September 25, 2012; Source:83 Degrees
An online magazine promoting the economy and culture of the Tampa Bay area of Florida has posted a profile of a community development corporation (CDC) working in the neighborhood adjacent to the University of South Florida (USF) known as Suitcase City (a pejorative name, to be sure, but one that many Tampa Bay residents use to describe the neighborhood of 40,000). The article is a little breathless and promotional, suggesting that the neighborhood known for its transient, low income population is no longer called Suitcase City, that the residents “are working together to stamp out poverty for good by creating the environment and culture that will help move their neighbors in need toward self-sufficiency,” and that the CDC’s latest plans are possibly the “‘next evolution’ for nonprofits…to change the way services are delivered.”
Sign up for our free newsletters
Subscribe to NPQ's newsletters to have our top stories delivered directly to your inbox.
Leaving aside the hyperbole, there really is a story here about what this CDC, the University Area Community Development Corporation (UACDC), is trying to do in the area. Tampa’s Suitcase City offers any CDC a challenge beyond its name and brand. A “student’s guide to North Tampa” describes Suitcase City as the “seediest” of places where “you may want to watch your back at night.” Potentially as much as half of the population of Suitcase City lives below the federal poverty line.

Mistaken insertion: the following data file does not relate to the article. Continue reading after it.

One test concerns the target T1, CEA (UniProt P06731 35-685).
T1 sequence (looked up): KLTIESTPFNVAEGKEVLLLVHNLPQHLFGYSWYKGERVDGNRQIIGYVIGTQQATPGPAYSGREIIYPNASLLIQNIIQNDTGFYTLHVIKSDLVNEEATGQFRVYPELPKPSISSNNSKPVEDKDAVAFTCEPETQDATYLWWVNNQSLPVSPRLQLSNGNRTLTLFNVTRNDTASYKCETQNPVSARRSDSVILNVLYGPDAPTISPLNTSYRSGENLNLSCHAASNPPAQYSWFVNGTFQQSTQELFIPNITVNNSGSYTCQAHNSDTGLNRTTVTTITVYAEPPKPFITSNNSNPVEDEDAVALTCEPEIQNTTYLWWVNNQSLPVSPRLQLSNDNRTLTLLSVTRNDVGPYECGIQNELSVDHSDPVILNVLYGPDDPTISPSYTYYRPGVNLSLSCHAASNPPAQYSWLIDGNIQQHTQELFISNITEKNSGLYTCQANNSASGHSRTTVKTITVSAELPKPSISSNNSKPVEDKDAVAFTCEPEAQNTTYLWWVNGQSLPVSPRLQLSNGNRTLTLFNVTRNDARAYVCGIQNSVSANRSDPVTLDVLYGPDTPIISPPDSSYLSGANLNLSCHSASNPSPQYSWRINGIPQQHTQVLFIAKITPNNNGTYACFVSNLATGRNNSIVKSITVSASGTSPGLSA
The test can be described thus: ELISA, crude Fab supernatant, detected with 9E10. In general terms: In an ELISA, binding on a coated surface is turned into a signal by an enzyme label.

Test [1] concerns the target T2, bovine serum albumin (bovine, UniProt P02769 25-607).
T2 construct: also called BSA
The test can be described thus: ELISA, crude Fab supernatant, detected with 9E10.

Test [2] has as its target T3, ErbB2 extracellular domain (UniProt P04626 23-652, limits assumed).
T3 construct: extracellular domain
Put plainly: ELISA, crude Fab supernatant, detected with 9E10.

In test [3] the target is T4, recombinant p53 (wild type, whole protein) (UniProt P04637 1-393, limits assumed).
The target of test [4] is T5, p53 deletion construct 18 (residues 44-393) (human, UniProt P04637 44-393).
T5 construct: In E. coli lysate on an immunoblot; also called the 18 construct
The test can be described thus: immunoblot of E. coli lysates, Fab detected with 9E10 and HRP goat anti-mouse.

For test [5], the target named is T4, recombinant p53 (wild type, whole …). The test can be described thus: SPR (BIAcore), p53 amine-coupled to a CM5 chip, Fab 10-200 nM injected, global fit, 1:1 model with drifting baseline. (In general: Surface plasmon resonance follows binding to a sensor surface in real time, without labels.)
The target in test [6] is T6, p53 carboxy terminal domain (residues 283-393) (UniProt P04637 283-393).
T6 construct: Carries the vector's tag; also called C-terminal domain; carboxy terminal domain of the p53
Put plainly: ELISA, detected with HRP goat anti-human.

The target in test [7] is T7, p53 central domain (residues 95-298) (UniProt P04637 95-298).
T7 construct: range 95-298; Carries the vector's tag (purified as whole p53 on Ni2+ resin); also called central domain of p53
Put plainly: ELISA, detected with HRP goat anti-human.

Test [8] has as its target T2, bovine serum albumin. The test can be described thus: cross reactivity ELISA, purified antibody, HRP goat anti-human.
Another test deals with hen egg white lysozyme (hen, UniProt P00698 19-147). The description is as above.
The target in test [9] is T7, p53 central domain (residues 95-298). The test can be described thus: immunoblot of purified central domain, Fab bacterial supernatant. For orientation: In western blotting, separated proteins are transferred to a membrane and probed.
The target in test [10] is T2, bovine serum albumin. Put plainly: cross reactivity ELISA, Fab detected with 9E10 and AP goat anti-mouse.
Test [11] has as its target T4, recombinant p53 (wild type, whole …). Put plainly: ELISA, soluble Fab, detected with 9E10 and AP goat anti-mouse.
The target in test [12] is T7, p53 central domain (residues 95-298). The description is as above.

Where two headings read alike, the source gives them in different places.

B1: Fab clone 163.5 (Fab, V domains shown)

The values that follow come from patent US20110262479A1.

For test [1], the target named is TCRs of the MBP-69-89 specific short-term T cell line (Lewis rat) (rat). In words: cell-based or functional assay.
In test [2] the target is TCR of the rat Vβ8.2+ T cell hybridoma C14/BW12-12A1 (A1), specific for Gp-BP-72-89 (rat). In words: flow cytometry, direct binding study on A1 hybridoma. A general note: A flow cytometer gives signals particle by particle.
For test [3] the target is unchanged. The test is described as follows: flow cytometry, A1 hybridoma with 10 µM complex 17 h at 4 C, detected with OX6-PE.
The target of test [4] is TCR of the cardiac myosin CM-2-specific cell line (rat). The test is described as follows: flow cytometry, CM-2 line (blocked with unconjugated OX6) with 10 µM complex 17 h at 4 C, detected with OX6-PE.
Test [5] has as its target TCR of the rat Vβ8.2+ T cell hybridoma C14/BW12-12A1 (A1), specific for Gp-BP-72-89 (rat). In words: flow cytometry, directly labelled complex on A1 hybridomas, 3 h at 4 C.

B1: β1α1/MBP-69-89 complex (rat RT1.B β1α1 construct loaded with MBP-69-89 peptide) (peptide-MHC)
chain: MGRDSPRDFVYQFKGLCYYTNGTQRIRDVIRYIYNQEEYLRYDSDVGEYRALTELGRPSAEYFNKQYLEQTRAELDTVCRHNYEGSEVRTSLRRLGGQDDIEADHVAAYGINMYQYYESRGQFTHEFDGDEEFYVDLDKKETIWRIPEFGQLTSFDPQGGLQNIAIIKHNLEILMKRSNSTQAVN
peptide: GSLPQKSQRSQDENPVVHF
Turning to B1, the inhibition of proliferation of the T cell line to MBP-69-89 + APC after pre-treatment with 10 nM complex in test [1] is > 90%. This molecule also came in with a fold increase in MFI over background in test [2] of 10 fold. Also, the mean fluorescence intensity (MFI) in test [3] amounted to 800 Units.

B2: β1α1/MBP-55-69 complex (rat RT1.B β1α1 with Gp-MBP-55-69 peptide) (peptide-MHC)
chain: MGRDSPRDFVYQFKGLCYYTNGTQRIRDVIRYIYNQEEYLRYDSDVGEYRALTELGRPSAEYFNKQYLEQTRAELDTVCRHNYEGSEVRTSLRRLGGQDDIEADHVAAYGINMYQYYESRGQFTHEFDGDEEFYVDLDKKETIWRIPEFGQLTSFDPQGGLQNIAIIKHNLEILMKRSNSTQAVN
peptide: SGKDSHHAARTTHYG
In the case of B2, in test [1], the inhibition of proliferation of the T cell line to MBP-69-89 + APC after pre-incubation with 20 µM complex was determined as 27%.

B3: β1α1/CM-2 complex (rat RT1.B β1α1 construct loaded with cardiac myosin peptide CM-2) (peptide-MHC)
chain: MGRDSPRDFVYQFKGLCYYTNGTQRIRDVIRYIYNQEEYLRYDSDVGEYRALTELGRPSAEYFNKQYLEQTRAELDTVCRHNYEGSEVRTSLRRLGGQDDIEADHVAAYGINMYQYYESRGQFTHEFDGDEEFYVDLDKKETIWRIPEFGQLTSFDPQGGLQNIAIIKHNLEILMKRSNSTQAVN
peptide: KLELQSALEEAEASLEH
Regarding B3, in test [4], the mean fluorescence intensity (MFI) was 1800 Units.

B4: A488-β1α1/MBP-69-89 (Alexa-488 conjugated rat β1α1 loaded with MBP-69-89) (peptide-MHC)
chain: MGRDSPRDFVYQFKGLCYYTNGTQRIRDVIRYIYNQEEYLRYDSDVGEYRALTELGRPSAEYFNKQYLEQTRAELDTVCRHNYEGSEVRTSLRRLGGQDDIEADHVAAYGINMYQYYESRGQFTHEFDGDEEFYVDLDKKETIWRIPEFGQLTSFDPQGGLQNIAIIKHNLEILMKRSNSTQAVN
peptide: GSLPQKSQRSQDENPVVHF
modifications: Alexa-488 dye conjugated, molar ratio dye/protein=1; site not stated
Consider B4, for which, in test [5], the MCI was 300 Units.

No one, especially a CDC, should be surprised to see a neighborhood description revealing tough socio-economic conditions. That’s where CDCs do what they do for a living. CDCs work with neighborhood residents—usually they are led by the neighborhood residents themselves—to tackle and redress serious problems of neighborhood poverty. They don’t fool themselves into thinking that they, as micro-actors, are somehow magically positioned to “stamp out” macro-level problems such as poverty. However, they know that through concerted community action, they can serve as hotspots for capturing and using municipal, state, and federal resources to help residents deal with these problems and find their ways toward better housing, more stable employment, and better support for families and kids.
UACDC knows that is has an anchor institution like USF next door. Plus, there is County Commissioner Victor Crist’s plan to turn northeast Hillsborough County, including Suitcase City, into a destination area and a “mini-Silicon Valley” (the proposed “innovation destination” economic development district). The plan is noteworthy for the CDC since Crist just recently left as the CDC’s board chair. While the 83 Degrees article might be something of a light touch, the community development sector needs more storytellers and storytelling about what it takes to do community-based development in neighborhoods burdened by poverty.—Rick Cohen